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Analysis

‘Squad’ wins symbolic victory on Iron Dome funding – with help from Republicans

$1 billion in missile defense still certain to be okayed, but progressives’ ability to block its inclusion in budget bill shows bloc has more influence than critics assumed

Jacob Magid

Jacob Magid is The Times of Israel's US correspondent based in New York

(From left) Democratic representatives Rashida Tlaib of Michigan, Ilhan Omar of Minnesota, Alexandria Ocasio-Cortez of New York and Ayanna Pressley of Massachusetts respond to remarks by US President Donald Trump after his call for the four Democratic congresswomen to go back to their 'broken' countries, during a news conference at the Capitol in Washington, on July 15, 2019. (AP Photo/J. Scott Applewhite)
(From left) Democratic representatives Rashida Tlaib of Michigan, Ilhan Omar of Minnesota, Alexandria Ocasio-Cortez of New York and Ayanna Pressley of Massachusetts respond to remarks by US President Donald Trump after his call for the four Democratic congresswomen to go back to their 'broken' countries, during a news conference at the Capitol in Washington, on July 15, 2019. (AP Photo/J. Scott Applewhite)

In recent years, as the so-called “Squad” of progressive lawmakers gained prominence, more moderate Democrats insisted their colleagues represented a vocal yet ineffectual minority of Israel critics within the party.

“The overwhelming majority of Democrats strongly support US aid to Israel, including funding for Iron Dome, while also supporting Palestinian human rights,” Jewish Democratic Council For America CEO Halie Soifer told The Times of Israel during the May conflict with Gaza terror groups.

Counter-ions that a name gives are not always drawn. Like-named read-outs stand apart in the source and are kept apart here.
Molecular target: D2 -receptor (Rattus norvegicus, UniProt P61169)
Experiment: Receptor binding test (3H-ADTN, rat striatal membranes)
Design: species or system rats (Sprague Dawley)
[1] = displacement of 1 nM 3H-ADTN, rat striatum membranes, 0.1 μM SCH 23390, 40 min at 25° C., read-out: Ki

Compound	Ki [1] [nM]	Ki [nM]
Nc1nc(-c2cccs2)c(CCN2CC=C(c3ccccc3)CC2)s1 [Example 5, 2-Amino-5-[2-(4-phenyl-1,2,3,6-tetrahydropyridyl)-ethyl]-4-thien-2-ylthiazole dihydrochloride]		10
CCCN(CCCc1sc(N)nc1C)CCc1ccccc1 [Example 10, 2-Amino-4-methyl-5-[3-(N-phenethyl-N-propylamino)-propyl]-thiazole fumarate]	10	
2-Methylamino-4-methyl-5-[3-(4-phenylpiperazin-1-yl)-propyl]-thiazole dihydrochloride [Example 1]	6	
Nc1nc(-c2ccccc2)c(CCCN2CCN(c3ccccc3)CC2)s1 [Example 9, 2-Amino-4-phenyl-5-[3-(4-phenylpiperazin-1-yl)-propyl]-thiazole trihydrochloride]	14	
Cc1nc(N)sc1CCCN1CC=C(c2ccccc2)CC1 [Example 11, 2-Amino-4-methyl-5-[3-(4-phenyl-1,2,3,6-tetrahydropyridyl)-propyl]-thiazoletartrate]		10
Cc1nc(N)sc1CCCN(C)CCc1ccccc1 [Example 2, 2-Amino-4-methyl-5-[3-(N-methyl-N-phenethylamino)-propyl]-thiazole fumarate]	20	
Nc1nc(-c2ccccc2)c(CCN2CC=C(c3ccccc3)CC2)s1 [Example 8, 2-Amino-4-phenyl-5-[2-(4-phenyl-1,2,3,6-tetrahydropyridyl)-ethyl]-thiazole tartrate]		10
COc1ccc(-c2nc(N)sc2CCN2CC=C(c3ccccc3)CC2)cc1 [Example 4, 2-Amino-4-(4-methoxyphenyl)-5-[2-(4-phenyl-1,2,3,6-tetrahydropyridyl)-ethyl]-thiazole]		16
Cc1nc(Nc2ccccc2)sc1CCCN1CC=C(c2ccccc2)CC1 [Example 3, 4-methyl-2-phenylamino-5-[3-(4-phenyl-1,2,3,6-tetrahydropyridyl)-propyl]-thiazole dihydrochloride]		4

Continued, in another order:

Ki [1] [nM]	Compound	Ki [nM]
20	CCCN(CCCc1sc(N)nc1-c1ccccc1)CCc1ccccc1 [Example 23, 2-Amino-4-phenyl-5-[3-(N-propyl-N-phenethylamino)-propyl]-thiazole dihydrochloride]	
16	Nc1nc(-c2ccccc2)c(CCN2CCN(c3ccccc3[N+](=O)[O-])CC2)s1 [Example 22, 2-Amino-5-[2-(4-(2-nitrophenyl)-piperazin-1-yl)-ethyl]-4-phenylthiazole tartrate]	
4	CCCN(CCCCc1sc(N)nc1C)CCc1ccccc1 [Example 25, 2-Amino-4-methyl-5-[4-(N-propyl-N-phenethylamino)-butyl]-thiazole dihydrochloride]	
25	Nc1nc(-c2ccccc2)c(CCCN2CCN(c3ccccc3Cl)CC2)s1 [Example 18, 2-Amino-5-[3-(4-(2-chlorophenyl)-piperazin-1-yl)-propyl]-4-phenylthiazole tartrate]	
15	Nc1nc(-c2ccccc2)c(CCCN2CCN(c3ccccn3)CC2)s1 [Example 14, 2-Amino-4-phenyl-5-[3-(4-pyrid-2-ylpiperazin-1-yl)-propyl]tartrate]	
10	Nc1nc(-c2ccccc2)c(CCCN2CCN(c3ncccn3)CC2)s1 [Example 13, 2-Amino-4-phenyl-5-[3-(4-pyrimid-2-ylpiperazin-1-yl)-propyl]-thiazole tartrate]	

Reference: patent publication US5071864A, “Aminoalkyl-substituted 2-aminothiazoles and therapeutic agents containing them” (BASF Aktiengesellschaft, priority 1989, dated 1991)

“Listening to NPR talking about how the Democratic Party is ‘shifting’ on Israel. Such a tired, lazy take. Democrats believe in a two state future. Always have. If we’re more critical of Israel, it’s [because] their politics have moved, not ours,” tweeted Senator Chris Murphy several days later.

Pro-Israel Democrats may indeed represent a majority, and perhaps the party hasn’t moved to the left on Israel, but the new controversy over the funding of Israel’s Iron Dome missile defense system underlines that the progressive wing holds more influence than given credit for.

On Tuesday, House Speaker Nancy Pelosi agreed to pull her latest version of a bill to keep the federal government funded that had been updated to include $1 billion for Iron Dome.

Squad Reps. Alexandria Ocasio-Cortez, Ilhan Omar, Ayanna Pressley, Rashida Tlaib, Jamaal Bowman and Cori Bush, along with fellow progressives Betty McCollum and Pramila Jayapal, warned House leadership that they would not have their votes if the bill proceeded with the extra $1 billion, according to Congressional aides. This was evidently enough to convince Pelosi and Majority Leader Steny Hoyer to advance the continuing resolution without the aid for Israel.